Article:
Summer residents’ voter registrations challenged
October 30, 2013 —
When Gary Mass, supervisor of the Town of Cochecton, heard that there were about six residents of a seasonal community who registered to vote in Sullivan County, he said he was not really concerned. But when that number rose to 24, a figure that represents about 5% of the voting population, he decided he should take action.
Maas, in a phone interview, said that he challenged 24 voter registrations that listed the Lake Huntington Summer Community, which on its website sells itself as “a cooperative three-season community of 50 plus families.” Maas said he also challenged the registrations of about five others who stay in seasonal homes.
Maas filed a challenge on each individual voter with the Sullivan County Board of Elections (BOE), which will in turn send a questionnaire to the challenged voters and examine any evidence Maas presents before making a determination on the validity of the registrations.
If the BOE follows the ruling it issued in 2009, there is a chance the two election commissioners will determine that the registrations are not valid. In 2009, the BOE commissioners determined that about 150 summer residents, who registered in the Town of Bethel, were not eligible, at least in part because the local addresses they listed as homes were bungalows, or buildings that were not heated and had no wintertime plumbing, and therefore could not be lived in during the winter months.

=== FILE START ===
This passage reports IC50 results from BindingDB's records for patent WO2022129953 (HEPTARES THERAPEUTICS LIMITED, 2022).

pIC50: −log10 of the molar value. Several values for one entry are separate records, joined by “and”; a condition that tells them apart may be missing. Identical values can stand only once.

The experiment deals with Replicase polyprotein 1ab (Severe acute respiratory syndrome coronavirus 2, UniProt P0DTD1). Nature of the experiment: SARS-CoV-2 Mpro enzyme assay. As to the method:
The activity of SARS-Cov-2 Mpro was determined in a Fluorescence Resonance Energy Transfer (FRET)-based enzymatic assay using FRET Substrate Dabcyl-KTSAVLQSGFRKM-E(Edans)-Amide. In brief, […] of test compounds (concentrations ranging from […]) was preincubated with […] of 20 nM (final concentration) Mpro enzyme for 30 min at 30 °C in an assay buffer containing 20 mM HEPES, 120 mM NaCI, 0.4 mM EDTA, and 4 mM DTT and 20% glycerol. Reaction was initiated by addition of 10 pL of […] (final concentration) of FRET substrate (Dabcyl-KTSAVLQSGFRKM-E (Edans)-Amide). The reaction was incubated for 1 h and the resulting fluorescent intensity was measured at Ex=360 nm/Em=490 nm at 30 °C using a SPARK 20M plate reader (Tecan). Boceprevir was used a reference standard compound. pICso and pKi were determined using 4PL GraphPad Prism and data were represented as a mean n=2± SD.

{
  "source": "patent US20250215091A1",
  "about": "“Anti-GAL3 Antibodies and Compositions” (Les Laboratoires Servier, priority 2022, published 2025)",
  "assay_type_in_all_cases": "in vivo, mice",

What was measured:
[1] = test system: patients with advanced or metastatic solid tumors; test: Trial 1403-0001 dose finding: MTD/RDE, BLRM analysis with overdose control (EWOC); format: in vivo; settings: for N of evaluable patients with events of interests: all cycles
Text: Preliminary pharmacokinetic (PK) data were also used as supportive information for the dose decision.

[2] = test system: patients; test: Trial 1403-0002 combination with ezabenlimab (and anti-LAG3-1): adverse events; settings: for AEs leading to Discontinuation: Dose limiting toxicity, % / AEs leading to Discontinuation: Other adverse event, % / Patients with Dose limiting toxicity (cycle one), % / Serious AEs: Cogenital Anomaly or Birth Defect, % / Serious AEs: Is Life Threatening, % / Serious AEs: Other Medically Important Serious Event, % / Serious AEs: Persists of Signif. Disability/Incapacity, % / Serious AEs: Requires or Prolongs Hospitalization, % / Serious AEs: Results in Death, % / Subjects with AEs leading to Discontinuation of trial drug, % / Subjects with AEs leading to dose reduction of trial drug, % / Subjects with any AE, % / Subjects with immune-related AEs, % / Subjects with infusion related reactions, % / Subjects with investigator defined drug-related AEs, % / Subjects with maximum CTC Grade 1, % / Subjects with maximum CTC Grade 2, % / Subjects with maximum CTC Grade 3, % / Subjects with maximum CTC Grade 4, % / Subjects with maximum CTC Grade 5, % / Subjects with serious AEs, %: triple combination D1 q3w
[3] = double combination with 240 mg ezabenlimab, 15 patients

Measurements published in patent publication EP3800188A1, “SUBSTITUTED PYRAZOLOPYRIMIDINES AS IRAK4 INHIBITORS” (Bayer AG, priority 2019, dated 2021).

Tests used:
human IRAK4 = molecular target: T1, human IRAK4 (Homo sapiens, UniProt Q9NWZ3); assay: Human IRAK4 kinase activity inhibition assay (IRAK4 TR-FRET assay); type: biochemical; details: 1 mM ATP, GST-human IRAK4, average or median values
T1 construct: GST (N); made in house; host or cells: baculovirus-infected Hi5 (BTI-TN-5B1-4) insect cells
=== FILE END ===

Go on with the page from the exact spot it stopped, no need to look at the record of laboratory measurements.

But the difference with the Lake Huntington voters is that the latter own the co-ops in the community and therefore return to the same one each year, and use the co-ops in the same way that the owner of a winterized second home would use that home.
Another difference between the two cases is that the bungalows in Bethel must receive a temporary residency permit from the New York State Department of Health. The owners of the Huntington Lake co-ops, being members of a homeowners association, do not need to obtain such permits.
In 2008, an appellate court ruled that several second-home owners were entitled to register to vote at their homes in Bovina, even though they spent more time at their homes in New York City.
Their lawyer, Bruce Kraus, said at the time, “These voters care deeply about Bovina, and knew in their hearts they had the right to vote there, even when election officials disagreed. Despite official threats of criminal prosecution for trying to exercise their right to vote, they persevered.”